WASHINGTON – Multimedia artist Yayoi Kusama is keeping up a torrid pace at 90 — backing up sold-out exhibits at museums around the world with fresh works, more shows and even a balloon designed for the Macy’s Thanksgiving Day parade in New York City.
Kusama’s balloon, “Love Flies Up to the Sky,” is a round character that looks like a cross between a sun and a starfish. Featuring 300 of the artist’s signature hand-painted dots, it will soar 34 feet (10.3 meters) tall and stretch about 30 feet wide, according to Macy’s.
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Forty handlers will help guide the massive balloon along the 2.7-mile (4.3-km) route as it takes its place alongside Snoopy, Pikachu and other parade regulars on Nov. 28. It’s being built by Macy’s balloon specialists to specifications provided by the artist’s studio in Japan.
Some 3 million people typically flood the streets of New York to watch the parade, and more than 20 million tune in from home. It’ll be the biggest audience yet for Kusama, whose retrospectives have caused mad scrambles for tickets at museums from Washington to London to Tokyo in recent years.
The artist has been active since the 1950s and became a global sensation in her 80s. “Kusama: Cosmic Nature,” a mix of old and new works displayed both inside and out, will take over the 250-acre (100-hectare) New York Botanical Garden in the Bronx for six months from May 2.
The exhibit will include a display of sketchbooks that show Kusama’s long fascination with nature, a participatory greenhouse installation, and a “monumental site-specific pumpkin sculpture.” Pumpkins, often on a giant scale, have recurred in Kusama’s art for decades.
“In a lifetime of finding inspiration in nature and pushing against boundaries and biases, she developed a unique lexicon for artistic expression,” Carrie Rebora Barratt, president and chief executive officer of the botanical garden, said in a statement.
Tickets go on sale in January. Her work will also be displayed this month at the David Zwirner Gallery in Manhattan’s Chelsea neighborhood, in a show titled “Every Day I Pray for Love.”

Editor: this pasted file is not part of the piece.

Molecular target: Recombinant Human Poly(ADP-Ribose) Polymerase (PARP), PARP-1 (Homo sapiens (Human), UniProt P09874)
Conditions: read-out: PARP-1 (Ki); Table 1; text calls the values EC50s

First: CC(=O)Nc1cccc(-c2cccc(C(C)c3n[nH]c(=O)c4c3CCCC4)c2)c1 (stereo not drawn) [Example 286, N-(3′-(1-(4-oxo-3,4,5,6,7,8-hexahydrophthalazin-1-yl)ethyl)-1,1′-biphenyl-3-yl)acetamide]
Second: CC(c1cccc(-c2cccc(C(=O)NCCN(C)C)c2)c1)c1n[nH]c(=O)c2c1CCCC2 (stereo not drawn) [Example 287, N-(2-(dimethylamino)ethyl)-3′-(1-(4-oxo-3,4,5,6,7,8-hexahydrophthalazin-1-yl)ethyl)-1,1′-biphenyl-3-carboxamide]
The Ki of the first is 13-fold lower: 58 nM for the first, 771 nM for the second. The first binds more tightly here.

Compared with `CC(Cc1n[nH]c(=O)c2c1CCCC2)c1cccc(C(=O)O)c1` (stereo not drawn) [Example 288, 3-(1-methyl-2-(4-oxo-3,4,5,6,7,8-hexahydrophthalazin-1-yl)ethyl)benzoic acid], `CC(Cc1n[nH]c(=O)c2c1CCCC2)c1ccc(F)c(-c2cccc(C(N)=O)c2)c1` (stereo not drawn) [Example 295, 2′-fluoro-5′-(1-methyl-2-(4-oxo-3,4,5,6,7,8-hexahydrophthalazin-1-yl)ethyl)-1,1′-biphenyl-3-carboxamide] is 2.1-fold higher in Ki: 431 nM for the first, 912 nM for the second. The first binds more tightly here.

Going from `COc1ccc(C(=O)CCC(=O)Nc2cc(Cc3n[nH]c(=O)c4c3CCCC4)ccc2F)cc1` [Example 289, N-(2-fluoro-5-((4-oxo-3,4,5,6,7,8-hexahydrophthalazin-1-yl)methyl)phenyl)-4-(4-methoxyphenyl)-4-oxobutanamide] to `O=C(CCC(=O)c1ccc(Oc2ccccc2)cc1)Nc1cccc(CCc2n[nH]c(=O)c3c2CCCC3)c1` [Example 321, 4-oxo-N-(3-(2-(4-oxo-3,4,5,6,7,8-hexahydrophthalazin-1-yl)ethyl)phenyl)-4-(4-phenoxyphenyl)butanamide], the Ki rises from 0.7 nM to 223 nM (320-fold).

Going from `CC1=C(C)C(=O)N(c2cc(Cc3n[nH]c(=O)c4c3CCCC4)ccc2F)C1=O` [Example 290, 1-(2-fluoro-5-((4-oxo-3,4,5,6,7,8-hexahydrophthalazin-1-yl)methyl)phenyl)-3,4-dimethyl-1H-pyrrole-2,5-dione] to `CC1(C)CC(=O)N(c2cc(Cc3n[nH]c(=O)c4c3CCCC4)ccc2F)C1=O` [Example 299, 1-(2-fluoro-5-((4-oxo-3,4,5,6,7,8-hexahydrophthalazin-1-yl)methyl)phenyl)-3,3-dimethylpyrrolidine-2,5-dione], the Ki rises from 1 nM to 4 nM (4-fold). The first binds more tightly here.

The exhibition will include new paintings in Kusama’s “My Eternal Soul” series and “Dancing Lights That Flew Up to the Universe,” the latest of the artist’s signature Infinity Mirror Rooms.
The free exhibit will run for five weeks starting Saturday. The gallery anticipates “wait times of more than two hours to enter,” it says on its website. Kusama’s 2017-2018 show at the same venue attracted some 75,000 people over 80 days, according to artnet.com.
In the meantime, just five blocks away, Mucciaccia Gallery will exhibit 28 works by the artist from Nov. 10 to Jan. 30. Kusama’s signature Infinity polka-dot paintings will be on view, along with sculpture pieces from her series “Hi, Konnichiwa (Hello)!,” which were first presented in the solo exhibition Kusamatrix held in 2004 at the Mori Art Museum in Tokyo.
Boston’s Institute for Contemporary Art is currently showing Kusama’s “Love is Calling” exhibit, and is sold out through November. Tickets for December and January went on sale Nov. 5 to museum members and were to be available from Tuesday to the general public.
Kusama’s bright pop-art pieces are fun for all ages (she’s loved by kids, and has been the subject of a children’s book) and also highly bankable. Her 1960 piece “White No. 28” sold for $7.1 million at a 2014 Christie’s auction, one of the highest prices paid for a work by a living woman artist.